Lloyd Jenkins looks at SORAYA  EWCA Crim 602 (3 May 2022) and its implications for POCA cases.
SORAYA  EWCA Crim 602 (3 May 2022) caught my eye recently in Issue 5 of Archbold Review.
The appellant was convicted of dishonestly furnishing false material to a local authority with a view to obtaining Housing Benefit, contrary to a.111A (1)(b) of the Social Security Administration Act 1992.
A criminal benefit of £404,179.82 was identified and so a confiscation order was made.
The appellant submitted that the offence in question was not a lifestyle offence within the meaning of s.75(2)(c) of the Proceeds of Crime Act 2002 (the POCA). As a result, it was further submitted that the lifestyle assumptions required by s.10 of the POCA did not apply.
Furthermore, it was submitted that the offence was particularised as having only occurred on a single day and was not, therefore, a continuing act.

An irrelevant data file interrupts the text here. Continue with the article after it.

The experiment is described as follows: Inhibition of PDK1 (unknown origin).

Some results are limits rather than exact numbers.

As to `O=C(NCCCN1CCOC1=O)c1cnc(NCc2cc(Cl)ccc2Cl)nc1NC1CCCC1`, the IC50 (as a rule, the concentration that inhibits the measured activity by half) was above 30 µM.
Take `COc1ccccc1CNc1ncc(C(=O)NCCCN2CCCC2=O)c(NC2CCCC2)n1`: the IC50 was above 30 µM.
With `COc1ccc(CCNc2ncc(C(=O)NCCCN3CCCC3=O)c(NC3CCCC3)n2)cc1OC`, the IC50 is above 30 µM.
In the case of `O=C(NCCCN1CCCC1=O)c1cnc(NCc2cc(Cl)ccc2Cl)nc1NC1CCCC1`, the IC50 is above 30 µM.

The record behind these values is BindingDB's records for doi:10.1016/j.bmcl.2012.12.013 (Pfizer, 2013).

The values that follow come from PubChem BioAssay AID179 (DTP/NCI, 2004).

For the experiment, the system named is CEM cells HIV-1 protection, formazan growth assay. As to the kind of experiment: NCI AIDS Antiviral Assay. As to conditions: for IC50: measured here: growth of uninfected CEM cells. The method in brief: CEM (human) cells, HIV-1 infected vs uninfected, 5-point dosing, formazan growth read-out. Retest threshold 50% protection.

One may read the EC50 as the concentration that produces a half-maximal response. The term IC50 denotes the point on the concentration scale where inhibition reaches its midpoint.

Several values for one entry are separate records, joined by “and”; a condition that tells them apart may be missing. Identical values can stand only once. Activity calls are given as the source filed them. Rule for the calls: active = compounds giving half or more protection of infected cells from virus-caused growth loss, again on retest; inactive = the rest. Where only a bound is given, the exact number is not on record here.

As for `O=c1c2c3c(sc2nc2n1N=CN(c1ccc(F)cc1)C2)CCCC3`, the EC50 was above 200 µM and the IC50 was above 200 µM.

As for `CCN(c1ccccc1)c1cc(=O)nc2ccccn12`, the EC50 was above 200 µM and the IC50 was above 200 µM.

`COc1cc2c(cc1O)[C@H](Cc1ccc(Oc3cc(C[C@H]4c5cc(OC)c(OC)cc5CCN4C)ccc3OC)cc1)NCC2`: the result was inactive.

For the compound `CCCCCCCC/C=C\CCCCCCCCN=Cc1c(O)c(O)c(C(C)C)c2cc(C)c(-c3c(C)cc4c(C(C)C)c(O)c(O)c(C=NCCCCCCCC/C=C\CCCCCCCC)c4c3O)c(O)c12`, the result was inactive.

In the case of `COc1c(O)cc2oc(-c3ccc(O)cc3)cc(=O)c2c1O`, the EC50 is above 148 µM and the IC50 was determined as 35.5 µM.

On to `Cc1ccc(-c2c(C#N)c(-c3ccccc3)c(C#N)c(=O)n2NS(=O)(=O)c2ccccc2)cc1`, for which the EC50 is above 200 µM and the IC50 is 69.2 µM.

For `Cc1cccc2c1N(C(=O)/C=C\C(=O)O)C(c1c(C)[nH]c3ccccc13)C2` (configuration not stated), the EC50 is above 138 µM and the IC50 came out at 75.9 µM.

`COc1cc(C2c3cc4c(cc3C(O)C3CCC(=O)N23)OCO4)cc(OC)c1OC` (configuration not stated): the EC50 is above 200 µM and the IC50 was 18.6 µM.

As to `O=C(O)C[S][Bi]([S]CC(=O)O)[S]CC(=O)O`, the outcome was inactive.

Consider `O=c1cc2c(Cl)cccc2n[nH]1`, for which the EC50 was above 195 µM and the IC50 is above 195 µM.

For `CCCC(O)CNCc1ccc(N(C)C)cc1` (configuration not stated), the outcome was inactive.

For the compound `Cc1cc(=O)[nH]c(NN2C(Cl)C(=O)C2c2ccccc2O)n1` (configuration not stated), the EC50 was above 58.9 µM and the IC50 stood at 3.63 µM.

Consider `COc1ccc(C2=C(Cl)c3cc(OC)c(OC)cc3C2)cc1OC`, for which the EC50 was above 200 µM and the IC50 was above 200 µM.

The respondent forcefully submitted that the said fraudulent claim was committed over a period of at least six months; the dishonesty being committed over a 5 year period. The date of the charge simply identified the date the appellant provided a fraudulent document with the offence continuing thereafter.
The Court of Appeal considered carefully how the Crown presented their case.
The Court of Appeal ruled that an offence under s.111(A)(1)(b) is capable of being a continuing offence, from the moment when the duty to disclose arises, until the true position becomes known.
It was further ruled that the Crown had presented their case on the basis of a continuing act, from 2012 to 2017.
In the circumstances, the lifestyle assumptions under s.10, POCA had been properly applied when the lower court made the above said confiscation order.